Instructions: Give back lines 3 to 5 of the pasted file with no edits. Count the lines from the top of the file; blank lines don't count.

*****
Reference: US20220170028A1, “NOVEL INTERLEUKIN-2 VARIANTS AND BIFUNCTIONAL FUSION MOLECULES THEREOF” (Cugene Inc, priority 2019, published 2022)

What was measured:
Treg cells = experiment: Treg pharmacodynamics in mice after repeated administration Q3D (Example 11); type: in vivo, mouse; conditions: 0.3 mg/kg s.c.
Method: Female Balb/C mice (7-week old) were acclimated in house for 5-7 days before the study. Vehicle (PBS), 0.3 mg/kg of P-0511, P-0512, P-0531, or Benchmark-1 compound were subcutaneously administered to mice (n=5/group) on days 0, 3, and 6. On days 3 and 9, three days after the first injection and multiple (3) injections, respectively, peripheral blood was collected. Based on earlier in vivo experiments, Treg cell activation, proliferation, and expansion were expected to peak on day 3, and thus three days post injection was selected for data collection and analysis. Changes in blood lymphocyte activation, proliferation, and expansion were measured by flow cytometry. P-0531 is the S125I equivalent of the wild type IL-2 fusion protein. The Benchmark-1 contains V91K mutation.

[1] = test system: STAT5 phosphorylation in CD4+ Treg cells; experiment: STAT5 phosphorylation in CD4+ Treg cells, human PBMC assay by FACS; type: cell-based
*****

Treg cells = experiment: Treg pharmacodynamics in mice after repeated administration Q3D (Example 11); type: in vivo, mouse; conditions: 0.3 mg/kg s.c.
Method: Female Balb/C mice (7-week old) were acclimated in house for 5-7 days before the study. Vehicle (PBS), 0.3 mg/kg of P-0511, P-0512, P-0531, or Benchmark-1 compound were subcutaneously administered to mice (n=5/group) on days 0, 3, and 6. On days 3 and 9, three days after the first injection and multiple (3) injections, respectively, peripheral blood was collected. Based on earlier in vivo experiments, Treg cell activation, proliferation, and expansion were expected to peak on day 3, and thus three days post injection was selected for data collection and analysis. Changes in blood lymphocyte activation, proliferation, and expansion were measured by flow cytometry. P-0531 is the S125I equivalent of the wild type IL-2 fusion protein. The Benchmark-1 contains V91K mutation.

[1] = test system: STAT5 phosphorylation in CD4+ Treg cells; experiment: STAT5 phosphorylation in CD4+ Treg cells, human PBMC assay by FACS; type: cell-based